I lost touch with Elan after graduation, but I knew he wanted to be a screenwriter and, ferocious as that world is, I had (and still have) little doubt that he would succeed. He's just a brilliant writer and a way cool guy with a really skewed, mordant sense of humor. I could actually never tell when he was being serious and when he was having me on. The last time I saw him was seven or eight years ago at a wedding or engagement party for Colin Stein, another GW genius who I wish I was still in touch with. It was a reunion of sorts and conversation was all "What are you doing now?" Everyone I saw Elan talk to, he gave a different answer: "I'm writing the world's first hypertext novel." "I've dropped out of school to follow Noam Chomsky around the country." "This party is an experiment I'm running for my PhD in memetic psychology." He told me he'd just sold a screenplay about a big city mayor who switches lives with his kids' babysitter.

If you'd asked me then to predict what sort of movie Elan would break into the business with, I'd have pictured something like Pulp Fiction, except cooler and funnier and edgier still. Well, Elan is in the business now, but his breakthrough project was not exactly what I expected. He was, in fact, the screenwriter of MVP 2: Most Vertical Primate.

It is, if you haven't had the pleasure of seeing it, a movie about a skateboarding chimpanzee.

Better yet, it is the sequel to a movie about a hockey-playing chimpanzee. (That would be MVP: Most Valuable Primate.) The epic trilogy is concluded in MXP: Most Xtreme Primate, in which the eponymous chimp snowboards, but Elan was not involved, and true fans of MVP regard this final chapter as apocryphal.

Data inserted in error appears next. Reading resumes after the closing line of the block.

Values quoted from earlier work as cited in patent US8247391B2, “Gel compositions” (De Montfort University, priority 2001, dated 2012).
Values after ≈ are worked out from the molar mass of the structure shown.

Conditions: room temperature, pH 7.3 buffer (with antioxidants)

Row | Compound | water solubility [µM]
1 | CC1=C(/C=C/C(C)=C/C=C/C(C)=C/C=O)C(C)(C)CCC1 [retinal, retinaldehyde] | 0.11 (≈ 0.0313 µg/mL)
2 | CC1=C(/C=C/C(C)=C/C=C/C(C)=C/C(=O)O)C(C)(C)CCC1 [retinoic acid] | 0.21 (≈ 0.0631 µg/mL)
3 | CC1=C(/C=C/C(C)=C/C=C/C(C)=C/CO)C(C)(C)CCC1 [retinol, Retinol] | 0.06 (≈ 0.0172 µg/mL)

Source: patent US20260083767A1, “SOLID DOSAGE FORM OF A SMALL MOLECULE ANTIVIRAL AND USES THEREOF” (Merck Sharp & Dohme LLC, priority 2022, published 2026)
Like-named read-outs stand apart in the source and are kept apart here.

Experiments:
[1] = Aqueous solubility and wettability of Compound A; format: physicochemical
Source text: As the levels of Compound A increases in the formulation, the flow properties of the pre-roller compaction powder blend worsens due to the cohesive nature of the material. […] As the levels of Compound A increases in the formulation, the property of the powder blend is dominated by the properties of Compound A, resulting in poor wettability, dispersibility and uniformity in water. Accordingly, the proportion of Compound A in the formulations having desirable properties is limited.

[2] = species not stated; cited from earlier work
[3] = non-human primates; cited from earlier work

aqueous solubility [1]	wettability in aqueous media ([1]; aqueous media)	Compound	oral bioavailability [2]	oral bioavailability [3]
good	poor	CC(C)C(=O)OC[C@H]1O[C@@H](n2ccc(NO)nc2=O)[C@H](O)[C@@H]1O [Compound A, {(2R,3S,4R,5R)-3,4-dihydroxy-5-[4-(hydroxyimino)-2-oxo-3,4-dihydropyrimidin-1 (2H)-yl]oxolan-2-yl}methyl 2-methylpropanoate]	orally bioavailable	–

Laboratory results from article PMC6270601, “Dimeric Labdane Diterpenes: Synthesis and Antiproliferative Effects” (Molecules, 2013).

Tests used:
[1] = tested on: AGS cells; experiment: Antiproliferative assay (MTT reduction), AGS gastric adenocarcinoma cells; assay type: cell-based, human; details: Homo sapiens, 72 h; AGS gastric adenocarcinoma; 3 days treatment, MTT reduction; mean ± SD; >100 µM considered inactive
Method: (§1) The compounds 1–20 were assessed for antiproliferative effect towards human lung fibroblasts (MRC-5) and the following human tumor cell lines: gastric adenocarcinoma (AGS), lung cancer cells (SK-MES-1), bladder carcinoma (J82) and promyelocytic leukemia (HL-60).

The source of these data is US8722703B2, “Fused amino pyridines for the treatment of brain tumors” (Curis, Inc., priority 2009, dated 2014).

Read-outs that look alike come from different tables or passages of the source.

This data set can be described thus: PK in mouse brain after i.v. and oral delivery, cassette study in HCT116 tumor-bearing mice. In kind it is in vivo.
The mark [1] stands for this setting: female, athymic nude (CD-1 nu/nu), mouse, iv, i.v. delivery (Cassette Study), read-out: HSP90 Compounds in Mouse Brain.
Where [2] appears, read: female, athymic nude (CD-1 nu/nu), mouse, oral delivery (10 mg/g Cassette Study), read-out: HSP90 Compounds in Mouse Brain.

A lot of you have already heard this story up to that point. Here comes the value added. Checking out MVP 2 on the IMDB, I came across what is perhaps the best movie review I have ever read. I quote it here in its sublime entirety:
Like Old Yeller, but with a skateboard, a monkey, and a homeless boy.
Author: cfcarino from United States
I hate skateboarding, I don't care much for chimps, and I'm a 68 year old retired veteran. If my pansy grandson didn't whine like a dog that lost its leg when it got hit by a jeep, and then the dog had to crawl its way back to the house, I wouldn't have watched this movie. I'm glad I did. This chimp knows what 98% of Americans don't: he's gonna die. Once a person comes to grip with their own mortality, they'll ride a skateboard on a big ramp, or close their eyes and shoot until they stop hearing screams. This movie made me smile, it made me think, but most importantly it made me think I was smiling.

If all my men were like MVP, we would've walked out of Hanoi with a few more ears. But they weren't. They wanted out. Did they think I wanted to stay there?! Everyday I think back to what I could've done. Everyday I'm one step closer to dying. I'm glad I saw this movie before I did.

And the piece de resistance:
10 out of 13 people found the following comment useful.

It's worth clicking through to read all of that author's movie reviews. Because he's reviewed exactly three movies: MVP, MVP 2, and MXP. And each review is better than the last. Come to think of it, given what I know about Elan's sense of humor, there's a very real chance that "cfcarino from United States" actually is Elan. Whatever the truth, I salute all three of you: Elan, cfcarino, and MVP.